Just my opinion
post #21 of 27
That's the problem, everyone think about hte Sella Ronda as somethintgto be skied.
It is not. It's like taking the undergroung at one stop, exiting it at another and do your business there, then take the underground back to wherever you need.
To ski the Sella Ronda once it's nice, but then it must be used to reach whatever resort you want to ski for the day and ski it.
Also, crowds are a real problem, it much depends on the time of the year, as everywhere.
I usually go there end on january for that reason. Snow is good at that time, temp is cool, and daylight time is improving, prices are those of the low season.
Anyway, the area has been victim to its success, as it often happens.
post #22 of 27
Also, what David@snowheads suggest, i.e. to take a couple of days off skiing and go visit Venice (if you've never been there) is valid, especially in March...
After all there should be a lift ticket package 10/14 available or something like that...
post #23 of 27
Found it:
Dolomiti Superski Skipass with a choice of days
Since they were introduced, these ski passes have been used to a great degree. The 10 out of 14 ski pass allows you to ski for 10 days out of 14. The seasonal version allows you to ski for a total of any 12 days within the season. The price is € 350,00.

From http://www.dolomitisuperski.com/cont...p?L=3&MES=5601
post #24 of 27
The Dolomites have great scenery, food, and wine. The skiing is just something to do between meals.

Sella Ronda is kinda fun but to be avoided at all costs if it is a vacation week. The combination of second-hand lunch fumes, European hygiene, and phenomenal rudeness make the ski queues an extraordinarily unpleasant experience.

Check into flights into Venice. Its 3 hrs by car and a truly magical place that will be (relatively) uncrowded and affordable at that time.
post #25 of 27
(Colin from Edinburgh > snowboarder who used to be friendly with Kate ??)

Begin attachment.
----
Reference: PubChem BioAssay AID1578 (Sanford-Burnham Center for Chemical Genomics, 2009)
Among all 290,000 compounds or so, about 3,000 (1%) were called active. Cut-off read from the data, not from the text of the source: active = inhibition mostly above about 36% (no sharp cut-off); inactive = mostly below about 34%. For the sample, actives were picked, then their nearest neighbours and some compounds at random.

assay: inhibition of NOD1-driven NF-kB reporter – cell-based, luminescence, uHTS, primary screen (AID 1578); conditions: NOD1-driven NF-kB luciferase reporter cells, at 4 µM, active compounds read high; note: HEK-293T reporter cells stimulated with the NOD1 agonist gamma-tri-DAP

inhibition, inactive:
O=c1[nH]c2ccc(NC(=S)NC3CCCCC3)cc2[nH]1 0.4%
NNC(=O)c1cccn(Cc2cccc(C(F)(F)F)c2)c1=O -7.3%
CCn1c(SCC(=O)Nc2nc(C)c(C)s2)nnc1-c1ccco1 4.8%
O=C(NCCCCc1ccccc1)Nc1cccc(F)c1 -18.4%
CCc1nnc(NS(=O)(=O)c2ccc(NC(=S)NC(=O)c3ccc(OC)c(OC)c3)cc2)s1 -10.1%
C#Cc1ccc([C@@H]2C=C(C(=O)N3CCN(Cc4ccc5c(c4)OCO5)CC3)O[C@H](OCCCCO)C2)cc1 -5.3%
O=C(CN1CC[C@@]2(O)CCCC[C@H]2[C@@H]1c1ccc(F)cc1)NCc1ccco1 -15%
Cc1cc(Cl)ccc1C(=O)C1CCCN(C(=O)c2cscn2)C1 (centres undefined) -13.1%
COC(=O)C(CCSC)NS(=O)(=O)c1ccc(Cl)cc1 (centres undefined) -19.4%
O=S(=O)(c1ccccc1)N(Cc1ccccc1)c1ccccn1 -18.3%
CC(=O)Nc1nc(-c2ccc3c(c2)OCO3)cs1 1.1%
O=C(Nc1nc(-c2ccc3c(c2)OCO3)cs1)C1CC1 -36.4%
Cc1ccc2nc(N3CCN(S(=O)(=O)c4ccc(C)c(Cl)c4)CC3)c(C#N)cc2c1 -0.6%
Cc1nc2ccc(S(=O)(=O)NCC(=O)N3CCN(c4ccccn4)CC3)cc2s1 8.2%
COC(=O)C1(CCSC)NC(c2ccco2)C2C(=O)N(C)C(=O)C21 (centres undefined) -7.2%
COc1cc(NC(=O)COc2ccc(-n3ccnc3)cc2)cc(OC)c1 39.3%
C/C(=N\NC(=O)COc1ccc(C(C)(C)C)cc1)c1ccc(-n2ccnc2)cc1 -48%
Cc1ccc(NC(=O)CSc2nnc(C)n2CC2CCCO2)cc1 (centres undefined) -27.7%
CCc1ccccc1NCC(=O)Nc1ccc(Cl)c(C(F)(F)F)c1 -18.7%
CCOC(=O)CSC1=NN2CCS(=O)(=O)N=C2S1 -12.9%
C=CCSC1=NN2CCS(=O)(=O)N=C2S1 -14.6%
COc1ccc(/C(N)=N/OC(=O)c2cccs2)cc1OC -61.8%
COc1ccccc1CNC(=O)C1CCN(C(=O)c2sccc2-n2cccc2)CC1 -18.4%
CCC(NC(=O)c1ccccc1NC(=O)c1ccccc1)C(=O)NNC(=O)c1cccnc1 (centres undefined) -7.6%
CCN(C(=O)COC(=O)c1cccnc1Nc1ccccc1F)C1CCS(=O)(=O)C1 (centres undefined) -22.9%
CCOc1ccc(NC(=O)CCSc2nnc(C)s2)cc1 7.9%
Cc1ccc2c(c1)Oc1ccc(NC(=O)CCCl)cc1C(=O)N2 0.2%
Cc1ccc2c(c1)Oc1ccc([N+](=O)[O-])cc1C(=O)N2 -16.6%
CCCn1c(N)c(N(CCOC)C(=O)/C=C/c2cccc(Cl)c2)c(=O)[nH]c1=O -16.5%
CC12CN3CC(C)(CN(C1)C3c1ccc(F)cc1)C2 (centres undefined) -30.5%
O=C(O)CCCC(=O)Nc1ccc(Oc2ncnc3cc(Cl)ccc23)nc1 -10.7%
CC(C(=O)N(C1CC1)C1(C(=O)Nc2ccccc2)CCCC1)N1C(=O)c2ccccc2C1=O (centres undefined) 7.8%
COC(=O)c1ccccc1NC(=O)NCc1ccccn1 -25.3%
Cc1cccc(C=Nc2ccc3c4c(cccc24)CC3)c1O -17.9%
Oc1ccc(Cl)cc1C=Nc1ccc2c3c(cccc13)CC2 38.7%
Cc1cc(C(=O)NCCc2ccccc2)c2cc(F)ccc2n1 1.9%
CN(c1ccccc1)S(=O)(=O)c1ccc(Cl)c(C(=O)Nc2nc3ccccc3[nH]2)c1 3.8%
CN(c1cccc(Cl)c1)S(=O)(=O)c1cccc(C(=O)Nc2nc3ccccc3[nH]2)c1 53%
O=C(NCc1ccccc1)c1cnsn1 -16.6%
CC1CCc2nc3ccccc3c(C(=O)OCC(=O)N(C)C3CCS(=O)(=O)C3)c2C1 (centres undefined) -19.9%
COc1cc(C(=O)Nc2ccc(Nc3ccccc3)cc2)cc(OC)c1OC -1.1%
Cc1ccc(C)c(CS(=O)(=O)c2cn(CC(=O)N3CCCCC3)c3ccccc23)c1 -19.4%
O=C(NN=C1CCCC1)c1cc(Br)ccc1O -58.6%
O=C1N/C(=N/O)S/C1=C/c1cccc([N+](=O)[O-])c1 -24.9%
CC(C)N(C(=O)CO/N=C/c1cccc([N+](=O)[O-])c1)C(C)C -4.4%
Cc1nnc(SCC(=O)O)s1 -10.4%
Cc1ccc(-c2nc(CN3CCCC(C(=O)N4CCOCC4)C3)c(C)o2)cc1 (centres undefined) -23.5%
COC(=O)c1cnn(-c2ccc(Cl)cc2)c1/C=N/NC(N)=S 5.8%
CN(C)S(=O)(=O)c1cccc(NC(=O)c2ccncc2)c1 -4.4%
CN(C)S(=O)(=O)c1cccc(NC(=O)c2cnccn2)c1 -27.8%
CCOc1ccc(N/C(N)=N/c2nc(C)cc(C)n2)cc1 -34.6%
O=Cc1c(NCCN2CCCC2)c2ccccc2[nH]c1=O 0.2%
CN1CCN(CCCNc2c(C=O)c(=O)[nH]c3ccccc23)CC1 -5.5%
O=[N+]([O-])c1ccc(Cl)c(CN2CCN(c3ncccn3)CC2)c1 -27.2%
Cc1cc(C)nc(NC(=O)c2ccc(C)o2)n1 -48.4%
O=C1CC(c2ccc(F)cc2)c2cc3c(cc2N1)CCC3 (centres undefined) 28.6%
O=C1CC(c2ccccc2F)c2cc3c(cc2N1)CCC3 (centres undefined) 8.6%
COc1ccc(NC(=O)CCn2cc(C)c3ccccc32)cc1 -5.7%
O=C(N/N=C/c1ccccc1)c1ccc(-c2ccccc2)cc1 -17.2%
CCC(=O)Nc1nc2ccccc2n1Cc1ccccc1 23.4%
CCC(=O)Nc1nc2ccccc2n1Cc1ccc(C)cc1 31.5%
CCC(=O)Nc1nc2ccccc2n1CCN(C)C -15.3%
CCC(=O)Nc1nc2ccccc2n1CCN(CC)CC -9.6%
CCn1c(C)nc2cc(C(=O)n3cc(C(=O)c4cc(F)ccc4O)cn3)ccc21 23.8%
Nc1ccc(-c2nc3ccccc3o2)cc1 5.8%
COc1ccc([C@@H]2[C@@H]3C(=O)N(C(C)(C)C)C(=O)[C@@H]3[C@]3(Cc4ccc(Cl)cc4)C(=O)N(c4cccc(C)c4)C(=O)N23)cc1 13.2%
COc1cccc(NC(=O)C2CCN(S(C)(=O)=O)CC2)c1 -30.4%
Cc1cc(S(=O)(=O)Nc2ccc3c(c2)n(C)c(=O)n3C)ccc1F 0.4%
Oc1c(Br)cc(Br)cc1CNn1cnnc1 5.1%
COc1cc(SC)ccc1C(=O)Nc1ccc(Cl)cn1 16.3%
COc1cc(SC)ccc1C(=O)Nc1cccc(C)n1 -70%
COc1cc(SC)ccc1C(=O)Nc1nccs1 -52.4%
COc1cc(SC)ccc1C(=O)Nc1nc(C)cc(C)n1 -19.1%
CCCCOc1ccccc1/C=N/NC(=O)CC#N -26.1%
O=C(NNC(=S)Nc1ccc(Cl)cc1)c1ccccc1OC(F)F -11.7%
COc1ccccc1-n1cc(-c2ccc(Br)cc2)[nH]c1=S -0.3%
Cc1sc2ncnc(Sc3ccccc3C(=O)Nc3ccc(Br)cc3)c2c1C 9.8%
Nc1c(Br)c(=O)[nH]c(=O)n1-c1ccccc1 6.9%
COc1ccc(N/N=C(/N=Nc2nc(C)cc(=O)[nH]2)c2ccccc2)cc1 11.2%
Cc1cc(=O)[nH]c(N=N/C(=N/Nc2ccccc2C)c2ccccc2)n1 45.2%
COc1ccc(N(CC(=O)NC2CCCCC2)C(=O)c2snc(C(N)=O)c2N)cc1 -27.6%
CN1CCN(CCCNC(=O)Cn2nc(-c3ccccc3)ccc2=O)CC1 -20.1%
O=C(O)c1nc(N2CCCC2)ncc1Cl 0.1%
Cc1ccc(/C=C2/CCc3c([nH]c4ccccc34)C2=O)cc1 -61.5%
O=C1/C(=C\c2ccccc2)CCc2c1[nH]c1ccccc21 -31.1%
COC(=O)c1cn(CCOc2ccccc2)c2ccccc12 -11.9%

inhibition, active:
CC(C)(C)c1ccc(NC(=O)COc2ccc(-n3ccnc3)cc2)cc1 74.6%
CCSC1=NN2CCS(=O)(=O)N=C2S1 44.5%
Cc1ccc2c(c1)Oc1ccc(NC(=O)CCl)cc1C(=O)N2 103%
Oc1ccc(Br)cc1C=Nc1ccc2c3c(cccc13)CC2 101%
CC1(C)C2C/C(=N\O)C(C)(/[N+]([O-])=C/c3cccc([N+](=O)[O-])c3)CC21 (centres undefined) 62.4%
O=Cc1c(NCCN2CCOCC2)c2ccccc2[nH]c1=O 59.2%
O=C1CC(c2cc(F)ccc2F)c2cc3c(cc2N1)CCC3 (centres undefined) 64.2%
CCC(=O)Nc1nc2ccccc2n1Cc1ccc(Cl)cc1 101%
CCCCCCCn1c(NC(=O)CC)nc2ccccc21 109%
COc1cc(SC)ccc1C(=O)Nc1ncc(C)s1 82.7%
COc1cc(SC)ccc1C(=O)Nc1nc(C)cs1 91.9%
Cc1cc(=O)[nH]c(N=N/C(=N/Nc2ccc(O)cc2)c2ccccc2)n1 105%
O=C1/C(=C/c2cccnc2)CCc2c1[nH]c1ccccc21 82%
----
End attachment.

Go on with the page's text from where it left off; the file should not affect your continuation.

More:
If you get good conditions it's great. The Italians don't seem particularly interested in off-piste or queueing (pushing is an art form). They are however, sociable, friendly and enjoy life so their skiing is mainly based around family life and friends.

The on-piste skiing isn't that challenging and the Sella Ronda does get a bit boring, unless you get lost with only a few hours to get back. Essentially suited to 'long lunch' skiing. The queueing is a drag if it's busy.

Which ski guide > Cortina

If we had to single out one ski resort in the world for the sheer beauty of its setting, combined with an attractive town and a truly all-round winter-sports resort, it would be Cortina d’Ampezzo. Cortina sits in isolated splendour in the Ampezzo Valley in the craggy Dolomite mountains, less than two hours’ journey by road from Venice. Unlike its neighbours in the German-speaking Sud Tirol, Cortina is Italian to its voluptuous core and largely devoid of German and Austrian tourists. Some 70 per cent of its winter visitors are Italian.

The large, attractive town is centred around the main shopping street of Corso Italia and the Piazza Venezia with its green-and-white bell-tower (‘a lovely, lovely town, with loads of ambience’). The large, frescoed buildings have an air of faded grandeur, and the views of the pink rock-faces of Monte Cristallo are sensational. More recent architectural additions display a sympathetic Italian Alpine style in keeping with the town’s dramatic surroundings. The centre is mercifully traffic-free, with cars confined to a busy one-way perimeter road.